Multi-party systems are supposed to prevent the concentration of power in the hands of a single political faction. They are at least supposed to promote electoral accountability and changes in power, via the organization of free, fair, and regularly-held elections. The problem is that elections are, by nature, highly competitive. The ones who control the votes, whether it is through violence, patronage, or any other means, will always come out on top. And in post-conflict settings, the ones who control the most political resources (and hence votes) are in fact violent political actors. Warlords, in a democracy, are no longer active, in the sense that they no longer control territories; they no longer exert uncontested political authority in their fiefdoms. But they remain dormant: they transform their power, shape-shift, and exert authority in other ways (e.g. through their newly acquired positions in the state institutions). In sum, democracy, as a political system, should provide the space for the voters to exert agency and exclude warlords from the formal political process if they wished to do so; but democratization, as a process, actually tends to provide warlords with new opportunities and additional resources to maximize their authority.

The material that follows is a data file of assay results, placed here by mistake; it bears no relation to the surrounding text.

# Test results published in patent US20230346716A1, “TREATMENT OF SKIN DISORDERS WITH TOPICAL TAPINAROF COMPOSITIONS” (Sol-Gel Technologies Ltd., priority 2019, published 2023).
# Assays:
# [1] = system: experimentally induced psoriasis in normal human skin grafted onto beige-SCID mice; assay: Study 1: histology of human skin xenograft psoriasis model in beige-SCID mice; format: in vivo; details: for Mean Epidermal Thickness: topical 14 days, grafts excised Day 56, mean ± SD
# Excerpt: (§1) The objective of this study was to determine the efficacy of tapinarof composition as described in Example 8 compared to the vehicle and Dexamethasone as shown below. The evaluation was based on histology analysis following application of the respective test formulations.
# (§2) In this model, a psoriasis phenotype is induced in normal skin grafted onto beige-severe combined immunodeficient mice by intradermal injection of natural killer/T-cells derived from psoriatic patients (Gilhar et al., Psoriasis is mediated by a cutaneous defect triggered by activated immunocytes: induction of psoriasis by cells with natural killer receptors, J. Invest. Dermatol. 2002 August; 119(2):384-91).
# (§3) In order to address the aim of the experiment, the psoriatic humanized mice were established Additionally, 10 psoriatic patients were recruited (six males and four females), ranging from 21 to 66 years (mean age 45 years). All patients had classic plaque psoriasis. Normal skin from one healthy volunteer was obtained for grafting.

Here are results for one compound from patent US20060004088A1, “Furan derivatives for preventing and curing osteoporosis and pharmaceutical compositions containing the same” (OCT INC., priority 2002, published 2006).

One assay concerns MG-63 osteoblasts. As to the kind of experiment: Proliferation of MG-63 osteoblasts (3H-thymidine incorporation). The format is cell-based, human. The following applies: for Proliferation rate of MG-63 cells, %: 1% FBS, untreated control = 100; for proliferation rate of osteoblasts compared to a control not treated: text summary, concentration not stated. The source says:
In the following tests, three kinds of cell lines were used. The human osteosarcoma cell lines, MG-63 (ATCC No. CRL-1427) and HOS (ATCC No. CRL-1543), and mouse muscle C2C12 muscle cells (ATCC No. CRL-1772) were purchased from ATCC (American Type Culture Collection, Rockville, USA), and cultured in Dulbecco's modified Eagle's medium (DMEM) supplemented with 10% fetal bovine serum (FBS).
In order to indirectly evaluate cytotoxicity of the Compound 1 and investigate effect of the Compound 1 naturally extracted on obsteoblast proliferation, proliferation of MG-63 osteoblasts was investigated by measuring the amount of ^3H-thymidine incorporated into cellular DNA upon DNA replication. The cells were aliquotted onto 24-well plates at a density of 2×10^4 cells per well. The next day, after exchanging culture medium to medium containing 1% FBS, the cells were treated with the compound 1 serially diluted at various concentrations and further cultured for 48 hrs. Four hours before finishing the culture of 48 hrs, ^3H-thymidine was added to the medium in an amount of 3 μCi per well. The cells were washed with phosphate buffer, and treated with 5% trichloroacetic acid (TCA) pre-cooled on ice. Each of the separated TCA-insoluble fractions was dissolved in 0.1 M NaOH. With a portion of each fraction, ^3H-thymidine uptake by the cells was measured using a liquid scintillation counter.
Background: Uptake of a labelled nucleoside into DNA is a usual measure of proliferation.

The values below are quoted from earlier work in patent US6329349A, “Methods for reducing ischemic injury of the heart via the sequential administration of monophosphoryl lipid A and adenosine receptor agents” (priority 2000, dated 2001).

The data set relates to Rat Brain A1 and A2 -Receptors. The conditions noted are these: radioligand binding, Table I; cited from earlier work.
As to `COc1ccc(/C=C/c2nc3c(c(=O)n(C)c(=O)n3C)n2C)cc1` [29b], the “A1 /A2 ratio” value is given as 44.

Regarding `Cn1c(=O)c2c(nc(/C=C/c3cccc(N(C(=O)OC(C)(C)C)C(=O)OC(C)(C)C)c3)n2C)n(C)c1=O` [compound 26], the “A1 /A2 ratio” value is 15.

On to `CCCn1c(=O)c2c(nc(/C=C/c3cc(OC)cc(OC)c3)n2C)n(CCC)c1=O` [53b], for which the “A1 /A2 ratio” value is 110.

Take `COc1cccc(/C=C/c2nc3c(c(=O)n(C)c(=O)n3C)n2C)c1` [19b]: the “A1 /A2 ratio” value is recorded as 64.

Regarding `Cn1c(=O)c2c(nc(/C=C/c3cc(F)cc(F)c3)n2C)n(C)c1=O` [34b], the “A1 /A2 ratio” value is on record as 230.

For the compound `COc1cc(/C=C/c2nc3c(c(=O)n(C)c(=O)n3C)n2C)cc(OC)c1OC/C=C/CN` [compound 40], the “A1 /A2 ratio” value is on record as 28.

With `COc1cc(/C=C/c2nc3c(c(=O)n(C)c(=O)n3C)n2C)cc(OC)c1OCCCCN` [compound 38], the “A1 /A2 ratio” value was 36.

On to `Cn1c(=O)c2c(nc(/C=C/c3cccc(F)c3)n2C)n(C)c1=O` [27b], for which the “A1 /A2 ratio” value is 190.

Do warlords continue to seek power for fear that, if they stopped, they would become vulnerable to assassination/prosecution?